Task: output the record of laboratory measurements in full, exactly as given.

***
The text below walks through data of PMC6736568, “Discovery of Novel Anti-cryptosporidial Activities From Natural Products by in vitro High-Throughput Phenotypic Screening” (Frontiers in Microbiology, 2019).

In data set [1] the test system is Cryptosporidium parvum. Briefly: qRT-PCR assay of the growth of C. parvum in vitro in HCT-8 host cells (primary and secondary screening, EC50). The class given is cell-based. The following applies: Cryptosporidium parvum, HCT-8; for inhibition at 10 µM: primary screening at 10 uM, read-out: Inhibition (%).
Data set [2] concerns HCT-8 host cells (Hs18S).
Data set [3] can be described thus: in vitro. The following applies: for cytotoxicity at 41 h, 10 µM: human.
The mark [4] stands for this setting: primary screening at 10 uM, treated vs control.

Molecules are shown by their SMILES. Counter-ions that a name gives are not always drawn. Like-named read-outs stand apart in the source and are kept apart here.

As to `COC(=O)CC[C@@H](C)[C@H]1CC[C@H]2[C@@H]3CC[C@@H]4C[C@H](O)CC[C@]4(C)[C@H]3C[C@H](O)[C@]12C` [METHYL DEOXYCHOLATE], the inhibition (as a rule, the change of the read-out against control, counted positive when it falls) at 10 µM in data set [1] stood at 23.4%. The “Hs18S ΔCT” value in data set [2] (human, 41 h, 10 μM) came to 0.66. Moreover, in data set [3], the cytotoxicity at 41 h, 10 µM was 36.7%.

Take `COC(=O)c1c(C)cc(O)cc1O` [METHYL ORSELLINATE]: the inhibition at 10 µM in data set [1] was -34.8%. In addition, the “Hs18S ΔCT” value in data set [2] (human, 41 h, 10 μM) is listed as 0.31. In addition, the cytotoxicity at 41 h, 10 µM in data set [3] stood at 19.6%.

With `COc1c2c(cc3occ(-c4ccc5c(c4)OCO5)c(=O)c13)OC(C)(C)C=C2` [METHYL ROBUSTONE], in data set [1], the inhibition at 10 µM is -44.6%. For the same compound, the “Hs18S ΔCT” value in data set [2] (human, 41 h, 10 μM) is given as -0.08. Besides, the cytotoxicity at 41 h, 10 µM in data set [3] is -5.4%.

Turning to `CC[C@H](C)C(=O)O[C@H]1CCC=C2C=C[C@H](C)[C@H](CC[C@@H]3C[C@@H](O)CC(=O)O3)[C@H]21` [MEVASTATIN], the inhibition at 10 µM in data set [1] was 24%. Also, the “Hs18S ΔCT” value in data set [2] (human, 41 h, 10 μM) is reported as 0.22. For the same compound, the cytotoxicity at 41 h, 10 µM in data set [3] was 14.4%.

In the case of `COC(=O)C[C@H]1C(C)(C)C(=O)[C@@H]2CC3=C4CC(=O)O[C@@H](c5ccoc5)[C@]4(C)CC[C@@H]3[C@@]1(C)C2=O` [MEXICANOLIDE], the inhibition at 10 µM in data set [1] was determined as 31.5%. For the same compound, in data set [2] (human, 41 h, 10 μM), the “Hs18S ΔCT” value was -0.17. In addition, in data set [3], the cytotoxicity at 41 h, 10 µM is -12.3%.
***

The text below walks through data of PMC6736568, “Discovery of Novel Anti-cryptosporidial Activities From Natural Products by in vitro High-Throughput Phenotypic Screening” (Frontiers in Microbiology, 2019).

In data set [1] the test system is Cryptosporidium parvum. Briefly: qRT-PCR assay of the growth of C. parvum in vitro in HCT-8 host cells (primary and secondary screening, EC50). The class given is cell-based. The following applies: Cryptosporidium parvum, HCT-8; for inhibition at 10 µM: primary screening at 10 uM, read-out: Inhibition (%).
Data set [2] concerns HCT-8 host cells (Hs18S).
Data set [3] can be described thus: in vitro. The following applies: for cytotoxicity at 41 h, 10 µM: human.
The mark [4] stands for this setting: primary screening at 10 uM, treated vs control.

Molecules are shown by their SMILES. Counter-ions that a name gives are not always drawn. Like-named read-outs stand apart in the source and are kept apart here.

As to `COC(=O)CC[C@@H](C)[C@H]1CC[C@H]2[C@@H]3CC[C@@H]4C[C@H](O)CC[C@]4(C)[C@H]3C[C@H](O)[C@]12C` [METHYL DEOXYCHOLATE], the inhibition (as a rule, the change of the read-out against control, counted positive when it falls) at 10 µM in data set [1] stood at 23.4%. The “Hs18S ΔCT” value in data set [2] (human, 41 h, 10 μM) came to 0.66. Moreover, in data set [3], the cytotoxicity at 41 h, 10 µM was 36.7%.

Take `COC(=O)c1c(C)cc(O)cc1O` [METHYL ORSELLINATE]: the inhibition at 10 µM in data set [1] was -34.8%. In addition, the “Hs18S ΔCT” value in data set [2] (human, 41 h, 10 μM) is listed as 0.31. In addition, the cytotoxicity at 41 h, 10 µM in data set [3] stood at 19.6%.

With `COc1c2c(cc3occ(-c4ccc5c(c4)OCO5)c(=O)c13)OC(C)(C)C=C2` [METHYL ROBUSTONE], in data set [1], the inhibition at 10 µM is -44.6%. For the same compound, the “Hs18S ΔCT” value in data set [2] (human, 41 h, 10 μM) is given as -0.08. Besides, the cytotoxicity at 41 h, 10 µM in data set [3] is -5.4%.

Turning to `CC[C@H](C)C(=O)O[C@H]1CCC=C2C=C[C@H](C)[C@H](CC[C@@H]3C[C@@H](O)CC(=O)O3)[C@H]21` [MEVASTATIN], the inhibition at 10 µM in data set [1] was 24%. Also, the “Hs18S ΔCT” value in data set [2] (human, 41 h, 10 μM) is reported as 0.22. For the same compound, the cytotoxicity at 41 h, 10 µM in data set [3] was 14.4%.

In the case of `COC(=O)C[C@H]1C(C)(C)C(=O)[C@@H]2CC3=C4CC(=O)O[C@@H](c5ccoc5)[C@]4(C)CC[C@@H]3[C@@]1(C)C2=O` [MEXICANOLIDE], the inhibition at 10 µM in data set [1] was determined as 31.5%. For the same compound, in data set [2] (human, 41 h, 10 μM), the “Hs18S ΔCT” value was -0.17. In addition, in data set [3], the cytotoxicity at 41 h, 10 µM is -12.3%.